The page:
Formula Simple Present Tense and Example in English - don-english
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Formula Simple Present Tense and Example in English

    The simple present tense formula is the basis for forming sentences using the simple present. There are many kinds of sentences that can be constructed using only a few formulas or rules. Indeed, that is the use of the formula or formula.

    In this article, we will discuss thoroughly the verbal and nominal simple present tense formulas along with complete examples.

Formula Simple Present Tense and Example in English
Formula Simple Present Tense and Example in English

The Formula of Simple Present Tense and Examples

Table of content:
  • Verbal sentence formula
  • Nominal sentence formula
  • Positive sentence formula
  • Negative sentence formula
  • Interrogative sentence formula
  • Passive voice simple present
  • Closing

Formula Simple Present Tense Verbal

    Verbal sentences are sentences that use a predicate in the form of a verb. In this case, the predicate used is in the form of V1 either with s/es/ies or not.

    If the subject used is a plural subject, it is enough to use V1 without the addition of s. However, if the subject used is a single subject, then use V1 with the addition of s/es/ies.

    The following is a formula for positive, negative, and interrogative sentences for verbal sentences.

1. Positive sentence formula

    Positive sentences are sentences in the form of statements that use the subject + predicate + object/complement pattern.
  • Single subject + V1(s/es/ies/etc) + object/complement
  • Plural subject + V1 + object/complement
Example of sentences:
  • I love you. 
  • She always goes there. 
  • Every Monday, the students go to school at 6. 
  • They usually read a book in the library.
  • My mother gives me money every morning.

2. Negative sentence formula

    Negative sentences use do not/don't before the verb if the subject is plural. Meanwhile, if you use a single subject, you use does not/doesn't. Both still use V1 without any affixes, either singular or plural.
  • Single S + do not/don't + V1 + object/complement
  • S plural + does not/doesn't + V1 + object/complement
  • I don't know where you live.
  • She doesn't buy him a gift for his birthday.
  • The teacher doesn't want our money.
  • Every boy here doesn't go to the party.

3. Question sentence formula

    Interrogative sentences consist of two types, namely interrogative sentences with yes/no answers or commonly known as yes/no questions and questions with question words or question words. Both use the auxiliary do/does and the verb used is V1 without any affixes.

    QW can be 5W1H (what, where, when, who, why, how) or other question words.
  • Do + S plural + V1 + object/complement + ?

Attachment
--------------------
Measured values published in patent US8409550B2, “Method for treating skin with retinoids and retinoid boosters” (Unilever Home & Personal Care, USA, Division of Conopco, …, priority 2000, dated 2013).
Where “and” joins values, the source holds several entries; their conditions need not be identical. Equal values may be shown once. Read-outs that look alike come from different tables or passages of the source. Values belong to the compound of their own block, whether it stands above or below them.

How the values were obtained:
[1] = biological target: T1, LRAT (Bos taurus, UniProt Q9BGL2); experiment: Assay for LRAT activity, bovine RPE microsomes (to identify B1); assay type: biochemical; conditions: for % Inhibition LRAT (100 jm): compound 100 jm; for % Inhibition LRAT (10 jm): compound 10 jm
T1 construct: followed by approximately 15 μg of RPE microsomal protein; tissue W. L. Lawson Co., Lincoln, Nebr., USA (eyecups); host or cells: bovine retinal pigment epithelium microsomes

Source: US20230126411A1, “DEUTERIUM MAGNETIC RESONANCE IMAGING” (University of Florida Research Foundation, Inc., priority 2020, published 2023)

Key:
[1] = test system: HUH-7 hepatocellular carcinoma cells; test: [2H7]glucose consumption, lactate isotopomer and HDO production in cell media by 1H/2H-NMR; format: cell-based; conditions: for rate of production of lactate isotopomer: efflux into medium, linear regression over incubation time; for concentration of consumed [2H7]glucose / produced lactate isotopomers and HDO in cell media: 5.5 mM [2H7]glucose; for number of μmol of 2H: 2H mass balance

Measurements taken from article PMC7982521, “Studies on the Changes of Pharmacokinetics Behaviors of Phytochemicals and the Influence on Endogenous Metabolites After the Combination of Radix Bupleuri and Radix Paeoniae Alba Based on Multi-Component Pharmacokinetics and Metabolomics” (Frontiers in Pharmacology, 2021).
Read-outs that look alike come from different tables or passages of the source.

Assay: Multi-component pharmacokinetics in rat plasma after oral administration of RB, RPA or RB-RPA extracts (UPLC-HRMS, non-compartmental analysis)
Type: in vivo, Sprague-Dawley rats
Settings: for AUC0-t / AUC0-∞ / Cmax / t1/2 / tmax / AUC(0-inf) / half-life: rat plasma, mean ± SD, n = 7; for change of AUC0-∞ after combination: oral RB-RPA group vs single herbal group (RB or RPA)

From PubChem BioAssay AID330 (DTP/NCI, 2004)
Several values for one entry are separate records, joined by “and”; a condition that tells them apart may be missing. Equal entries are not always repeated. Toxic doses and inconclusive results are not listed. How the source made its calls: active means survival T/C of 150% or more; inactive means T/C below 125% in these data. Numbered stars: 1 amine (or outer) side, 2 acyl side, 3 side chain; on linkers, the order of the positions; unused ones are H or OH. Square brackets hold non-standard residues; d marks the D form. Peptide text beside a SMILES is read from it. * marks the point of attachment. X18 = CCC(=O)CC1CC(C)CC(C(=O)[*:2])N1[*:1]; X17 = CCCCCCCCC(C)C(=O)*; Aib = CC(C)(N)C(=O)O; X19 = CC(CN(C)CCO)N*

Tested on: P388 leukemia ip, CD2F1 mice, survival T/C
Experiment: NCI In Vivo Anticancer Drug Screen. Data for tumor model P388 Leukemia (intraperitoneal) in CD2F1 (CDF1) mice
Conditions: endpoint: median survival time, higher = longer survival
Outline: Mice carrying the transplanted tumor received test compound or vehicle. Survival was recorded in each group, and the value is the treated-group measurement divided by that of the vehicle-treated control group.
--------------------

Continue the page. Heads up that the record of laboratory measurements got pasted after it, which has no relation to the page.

• Does + single S + V1 + object/complement + ?
  • QW + do + S plural + V1 + object/complement + ?
  • QW + does + S singular + V1 + object/complement + ?
  • Do you know my name?
  • Does your brother study here?
  • Where do you live?
  • With whom does she usually go to school?

Formula Simple Present Tense Nominal

    Nominal sentences are sentences whose predicates use to be. In this tense, the to be used is to be present, namely is, am, and are.

    "Is" is used for singular subjects, "am" is used for my subjects (I), and "are" is used for plural subjects. After to be, it will be followed by an adjective, a noun, or an adverb.

    The following is a simple present tense nominal formula,

1. Positive sentence formula

    Nominal positive sentences use to be present followed by adverbs or nouns or adjectives.
  • Single S + is + adverb/ adjective/ noun
  • S plural + are + adverb/ adjective/ noun
  • I + am + adverb/ adjective/ noun
  • I am a student.
  • She is always at school at 6.
  • We are usually together at the party.
  • The dog is under the tree.

2. Negative sentence formula

    As with positive sentences, negative sentences only add the word not to is not, am no, are not or shortened to isn't, aren't, and am not there is no abbreviation.
  • Single S + is not/isn't + adverb/ adjective/ noun
  • S plural + are not/aren't + adverb/ adjective/ noun
  • I + am not + adverb/ adjective/ noun
  • She isn't my sister.
  • We are not there when you are there.
  • I am not the best player here.
  • Somebody is in the class.

3. Interrogative sentence formula

    Similar to verbal sentences, nominal sentences have two forms, namely yes/no questions and questions with question words.

    For yes/no questions, use the prefix to be present followed by the subject. Meanwhile, for questions with question words, use the question word prefix and then follow to be present.
  • Is + singular S + adverb/ adjective/ noun + ?
  • Are + S plural + adverb/ adjective/ noun + ?
  • Am + I + adverb/ adjective/ noun + ?
  • QW + is/am/are + adverb/ adjective/ noun + ?
  • Are you always here?
  • Is she usually to school by bicycle?
  • Where are your home?
  • Whose book is on my table?
  • How many students are there?

Conclusion and Closing

    Simple present tense verbal and nominal formulas are general rules or rules in sentence construction. There are many variations of sentences that can be broadly identified and recognized by the general formula. One of them is as described previously.

    Thus this article, hopefully, it will provide a lot of help and benefits for all readers regarding the simple present tense verbal and nominal formulas.
Syahrul R
Syahrul R bachelor degree